If you are going to set up an art event themed around a fourteenth-century poem, then the abandoned arches underneath a mainline train station probably sounds like it will deliver the suitable atmosphere to evoke the subterranean hell.
Fortunately, this was an event that not only had an interesting venue, but also managed to pull off some decent art that was actually relevant to the core theme. I have been to rather too many “themed” art events where only a person with a PhD in flimsy excuses could have justified the art selection.
So, Hell’s Half Acre, which was – at the time – advertised by one of those cryptic websites that just says “book tickets”, and which you need to have people screaming about how wonderful this mysterious thing is to let you know that there is a happening that simply must be experienced.
Having been caught out a few times by how unutterably awful these events can be, it was with some trepidation that I found myself around the back of Waterloo Station this evening waiting in a queue with the screams of train wheels on rails above as accompaniment.
Going inside and negotiating the people who managed to ignore all the messages about only turning up with pre-booked tickets, you are invited to enter hell through the mouth of a perpetually, and very noisy, barking pit bull terrier.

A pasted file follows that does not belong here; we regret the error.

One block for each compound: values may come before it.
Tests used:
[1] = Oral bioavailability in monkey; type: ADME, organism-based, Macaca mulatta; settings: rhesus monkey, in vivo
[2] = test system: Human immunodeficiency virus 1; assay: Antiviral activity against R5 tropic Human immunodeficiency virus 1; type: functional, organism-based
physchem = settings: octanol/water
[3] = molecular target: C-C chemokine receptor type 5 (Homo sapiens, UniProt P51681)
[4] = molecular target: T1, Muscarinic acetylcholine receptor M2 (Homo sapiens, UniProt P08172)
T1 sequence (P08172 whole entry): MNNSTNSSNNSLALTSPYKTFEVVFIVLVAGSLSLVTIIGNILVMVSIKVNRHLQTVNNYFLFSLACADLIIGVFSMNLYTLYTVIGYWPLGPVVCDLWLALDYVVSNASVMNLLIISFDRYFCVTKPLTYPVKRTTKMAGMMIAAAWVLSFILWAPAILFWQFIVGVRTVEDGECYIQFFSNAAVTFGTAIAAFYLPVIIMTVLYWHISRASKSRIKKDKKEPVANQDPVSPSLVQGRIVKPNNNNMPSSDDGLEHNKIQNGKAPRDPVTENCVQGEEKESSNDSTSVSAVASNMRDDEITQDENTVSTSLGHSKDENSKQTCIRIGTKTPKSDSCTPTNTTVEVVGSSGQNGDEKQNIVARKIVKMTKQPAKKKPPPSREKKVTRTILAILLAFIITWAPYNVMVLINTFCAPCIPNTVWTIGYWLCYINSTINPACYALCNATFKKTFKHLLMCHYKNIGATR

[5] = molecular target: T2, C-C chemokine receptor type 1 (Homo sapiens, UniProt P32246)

Entering into Limbo, you are presented with Chrysalis by Mark Jenkins, which is absolutely self explanatory as a work of art, and certainly evokes the limbo of its namesake.
The next piece was rather harder to explain – being a flotilla of golden sailing ships floating in the air. Quite nice and dramatic shadows, but erm Dante?
Some of the paintings were closer to the topic, and had an interesting mixture of old characters with modern weapons and slogans. A couple of the paintings really appealed to me – although I do quite like the macabre anyway.
As you penetrated deeper into the tunnels, the barking dog of the hells mouth slowly faded to be replaced by a dull rumbling sound that filled the rest of the tunnels.
What at a distance looks like a golden glowing sun is actually made up of hypodermic needles.
Deeper into the darkness, and quite suitable for the theme of the event, was a Charon style figure looming over the visitors in the Stygian gloom, with a rather ominous greeting carved into the wall.
Slowly processing around the tunnels, there are lots of other items on display but eventually you arrive at heaven, a white glowing globe which happens to be a good counter to the yellow “sun” earlier in the tunnels.
Oddly, you then have to go back into the tunnel a bit to get to the exit, which leads you down a graffiti covered tunnel to the exit and for the staff, the outside smoking area.
You’d expect the smoking area to be back inside hell itself – but I guess that’s modern health laws for you.
Lots more photos over here.
The website seems to be still taking bookings for the weekend – so if you have a chance, I would actually recommend this as a really quite enjoyable art event to attend. And its not often that I say that about the usually stuffy art world.